Illustration: Bruce Petty.
There is no better time of year to observe the "dark arts" of political spin and strategy than the pre-budget period.
Fourteen years ago, when the Blair government was at the height of its spin power, with Alastair Campbell at the helm of communications and strategy, British political journalist and now academic Ivor Gaber wrote a great article for the journal Media, Culture & Society, analysing the process of "government by spin". Of the 23 spin techniques that Gaber listed, many are in full train at the moment.
One of the most obvious is also one of the most traditional strategies in the lead-up to the budget - kite-flying. This is when the government uses the media to float proposals in order to test reaction to them. Three years ago, under the Gillard government, pre-budget headlines that the "Childcare rebate could be cut in the federal budget" frightened hundreds of thousands of working parents throughout the country. After a backlash, when the budget was delivered weeks later, it turned out the childcare rebate had escaped tough cuts after all.
This time, the Abbott government’s debt-levy/tax on high-income earners is an obvious kite. And, given the response so far - especially from the Liberal’s heartland of high-income earners but also from middle Australia and aspirational voters - it would be surprising if the levy will apply to those on $80,000. If it does happen, it is likely to kick in at higher levels of income.
But perhaps the debt levy/tax is a clever distraction? There did appear to be some leaks to friendly news sources about its details (another spin technique). And while all of the vocal, high-income earners are rallying against the levy and broken promises, that takes attention away from other budget measures that might be about to hit many more Australians. This includes those who are least able to defend themselves - the unemployed, single parents, disability pensioners, the chronically ill, students, the elderly, low and middle-income families who have to take their children to the doctors regularly. Their concerns might be crowded out by the focus on the wealth tax. And, if not by the wealth tax, by a focus on the many chilling prospects raised by the Commission of Audit.
The timing of the Commission of Audit’s report was, of course, another spin technique. It was about driving the news agenda and making all of the pre-budget talk focus upon debt, deficit doom and gloom, austerity measures and spending cuts. The commission delivered a smorgasbord of potential pain to give all of us in the commentariat plenty to talk about. For the left, there is confusion about what to complain about first - proposed cuts to the ABC, to the welfare safety net, to health, to the minimum wage?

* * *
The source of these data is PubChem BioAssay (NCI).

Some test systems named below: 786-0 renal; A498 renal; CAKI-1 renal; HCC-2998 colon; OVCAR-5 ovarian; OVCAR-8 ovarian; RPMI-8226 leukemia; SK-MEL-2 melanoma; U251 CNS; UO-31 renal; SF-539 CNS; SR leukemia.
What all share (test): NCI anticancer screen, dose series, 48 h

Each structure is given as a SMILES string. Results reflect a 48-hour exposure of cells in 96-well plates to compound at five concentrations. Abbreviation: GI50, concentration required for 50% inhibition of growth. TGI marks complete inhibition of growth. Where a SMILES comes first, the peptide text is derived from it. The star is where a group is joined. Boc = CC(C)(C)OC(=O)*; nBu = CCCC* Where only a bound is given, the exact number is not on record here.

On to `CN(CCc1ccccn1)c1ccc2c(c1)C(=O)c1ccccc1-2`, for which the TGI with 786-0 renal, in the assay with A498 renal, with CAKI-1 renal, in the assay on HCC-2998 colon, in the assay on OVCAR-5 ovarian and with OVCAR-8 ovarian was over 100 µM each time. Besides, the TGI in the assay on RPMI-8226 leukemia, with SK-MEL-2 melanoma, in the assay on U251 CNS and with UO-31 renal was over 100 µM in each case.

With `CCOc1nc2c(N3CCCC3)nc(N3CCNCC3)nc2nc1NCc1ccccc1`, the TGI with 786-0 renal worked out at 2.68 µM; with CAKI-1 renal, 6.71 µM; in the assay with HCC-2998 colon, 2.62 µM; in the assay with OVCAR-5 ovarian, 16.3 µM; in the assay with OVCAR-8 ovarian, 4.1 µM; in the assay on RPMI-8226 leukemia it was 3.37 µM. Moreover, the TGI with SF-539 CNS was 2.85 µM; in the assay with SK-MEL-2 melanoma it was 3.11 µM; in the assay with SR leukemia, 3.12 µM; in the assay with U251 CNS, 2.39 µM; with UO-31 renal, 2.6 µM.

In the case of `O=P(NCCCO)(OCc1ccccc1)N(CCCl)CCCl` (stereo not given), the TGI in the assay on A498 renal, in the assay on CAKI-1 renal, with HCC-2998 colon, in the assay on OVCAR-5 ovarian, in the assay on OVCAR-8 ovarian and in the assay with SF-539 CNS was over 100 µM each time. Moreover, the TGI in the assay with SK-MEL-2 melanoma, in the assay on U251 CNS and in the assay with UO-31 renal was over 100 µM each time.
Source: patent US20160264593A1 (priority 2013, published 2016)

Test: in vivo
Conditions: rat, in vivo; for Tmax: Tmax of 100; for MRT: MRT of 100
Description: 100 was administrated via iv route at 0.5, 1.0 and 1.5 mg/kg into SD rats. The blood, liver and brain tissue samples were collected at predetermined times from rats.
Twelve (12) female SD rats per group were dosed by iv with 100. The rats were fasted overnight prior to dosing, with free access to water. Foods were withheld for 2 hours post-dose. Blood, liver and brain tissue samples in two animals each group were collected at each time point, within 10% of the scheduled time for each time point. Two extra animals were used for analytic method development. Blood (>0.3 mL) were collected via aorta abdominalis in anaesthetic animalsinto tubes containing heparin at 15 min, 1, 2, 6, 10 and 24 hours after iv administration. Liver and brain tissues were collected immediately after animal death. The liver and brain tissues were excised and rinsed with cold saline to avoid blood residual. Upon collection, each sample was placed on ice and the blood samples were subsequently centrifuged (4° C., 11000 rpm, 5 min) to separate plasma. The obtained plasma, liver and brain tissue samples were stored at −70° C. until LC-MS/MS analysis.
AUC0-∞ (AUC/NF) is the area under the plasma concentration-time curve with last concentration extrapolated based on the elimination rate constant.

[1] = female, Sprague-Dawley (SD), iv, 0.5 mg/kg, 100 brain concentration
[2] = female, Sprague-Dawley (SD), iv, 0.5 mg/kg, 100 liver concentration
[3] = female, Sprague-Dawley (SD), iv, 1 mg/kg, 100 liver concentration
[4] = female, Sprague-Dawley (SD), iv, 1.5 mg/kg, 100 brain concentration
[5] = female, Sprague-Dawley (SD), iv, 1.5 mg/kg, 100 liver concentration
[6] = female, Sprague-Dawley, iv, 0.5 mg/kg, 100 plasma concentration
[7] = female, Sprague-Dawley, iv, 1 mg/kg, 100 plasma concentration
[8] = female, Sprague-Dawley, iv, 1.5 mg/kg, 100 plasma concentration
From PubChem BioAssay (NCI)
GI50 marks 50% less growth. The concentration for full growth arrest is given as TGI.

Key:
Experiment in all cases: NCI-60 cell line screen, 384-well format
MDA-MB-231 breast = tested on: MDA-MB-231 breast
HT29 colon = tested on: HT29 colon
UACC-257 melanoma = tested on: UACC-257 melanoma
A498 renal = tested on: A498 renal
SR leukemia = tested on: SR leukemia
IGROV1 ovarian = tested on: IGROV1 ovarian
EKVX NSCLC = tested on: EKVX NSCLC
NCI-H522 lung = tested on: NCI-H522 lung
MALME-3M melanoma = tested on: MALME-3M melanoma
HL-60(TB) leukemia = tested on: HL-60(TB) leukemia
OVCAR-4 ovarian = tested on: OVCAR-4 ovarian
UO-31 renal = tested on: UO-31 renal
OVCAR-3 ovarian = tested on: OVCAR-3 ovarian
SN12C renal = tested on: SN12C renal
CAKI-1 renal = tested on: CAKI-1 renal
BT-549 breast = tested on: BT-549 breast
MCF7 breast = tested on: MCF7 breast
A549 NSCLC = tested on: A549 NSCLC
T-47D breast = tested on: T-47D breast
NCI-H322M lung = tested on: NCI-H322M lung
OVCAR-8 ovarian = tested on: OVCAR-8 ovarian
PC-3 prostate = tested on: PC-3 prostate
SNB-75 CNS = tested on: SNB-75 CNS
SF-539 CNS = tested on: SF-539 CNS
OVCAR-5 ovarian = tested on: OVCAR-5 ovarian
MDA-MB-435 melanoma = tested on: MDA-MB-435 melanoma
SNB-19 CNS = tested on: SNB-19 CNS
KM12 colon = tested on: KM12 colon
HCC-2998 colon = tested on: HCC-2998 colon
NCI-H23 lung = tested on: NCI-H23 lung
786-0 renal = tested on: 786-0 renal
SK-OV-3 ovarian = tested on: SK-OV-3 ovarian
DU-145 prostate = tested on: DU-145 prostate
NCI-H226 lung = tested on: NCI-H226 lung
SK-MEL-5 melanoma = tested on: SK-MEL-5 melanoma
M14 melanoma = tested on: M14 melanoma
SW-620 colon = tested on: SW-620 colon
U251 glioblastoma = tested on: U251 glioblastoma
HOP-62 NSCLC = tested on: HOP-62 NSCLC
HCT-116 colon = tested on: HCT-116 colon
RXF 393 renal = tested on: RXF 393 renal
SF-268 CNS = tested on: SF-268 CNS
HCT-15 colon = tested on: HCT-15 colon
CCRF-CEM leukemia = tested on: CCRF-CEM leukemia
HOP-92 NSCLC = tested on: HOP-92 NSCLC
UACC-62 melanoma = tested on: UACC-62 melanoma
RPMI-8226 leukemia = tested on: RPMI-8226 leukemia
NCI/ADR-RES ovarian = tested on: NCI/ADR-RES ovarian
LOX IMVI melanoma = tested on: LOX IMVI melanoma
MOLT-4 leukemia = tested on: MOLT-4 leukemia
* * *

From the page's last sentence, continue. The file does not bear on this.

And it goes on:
The commission was also about lowering voters’ expectations - another traditional pre-budget spin technique. It was part of that familiar routine that sees the Treasurer make it known the forthcoming budget will be a tough one. As Gaber says, if this technique is successfully employed, "the worst is expected [but] then, seemingly miraculously, a little extra is found here, a little less is required there, and the budget is hailed as a triumph".
The problem for the Coalition this time, though, is that it has overdone it. The disaster scenario it has painted - aided by the hand-picked commission - just isn’t convincing. Government debt is an abstract concept to begin with. To say that government debt might increase to unsustainable levels in the longer-term just seems even more remote and not very urgent. When austerity measures were introduced in Britain, things were obviously, and visibly, bad. Here in Australia, that isn’t the case and the Coalition has so overdone the fiscal emergency line that it is now unlikely to get the political bounce that governments usually enjoy after presenting a doom-and-gloom scenario and then delivering a nicer, kinder budget than expected. Instead, voters are more likely to see the disparity as just further evidence the doom-and-gloom scenarios were always exaggerated.
One more technique that is likely to be on the horizon is "laundering". This involves finding a piece of good news to release at the same time as bad news. If the timing and presentation of the good news is done effectively, the bad news will be overshadowed. So if any negative changes to age pensions are coming in the budget, expect to see some newsworthy sweeteners for older Australians announced concurrently. Those sweeteners don’t have to be equivalent in money terms, just interesting enough to capture media attention and confound any cuts to pension rates.
The Abbott government had an unusually muted, blink-and-you-missed-it, post-election honeymoon. If it can’t get the sort of post-budget boost that governments normally obtain, it has missed out on two key indicators of a government that is travelling well. At that point, it might be wishing for an Alastair Campbell to arrive and finesse its techniques.
Sally Young is an Age columnist and associate professor of politics at the University of Melbourne.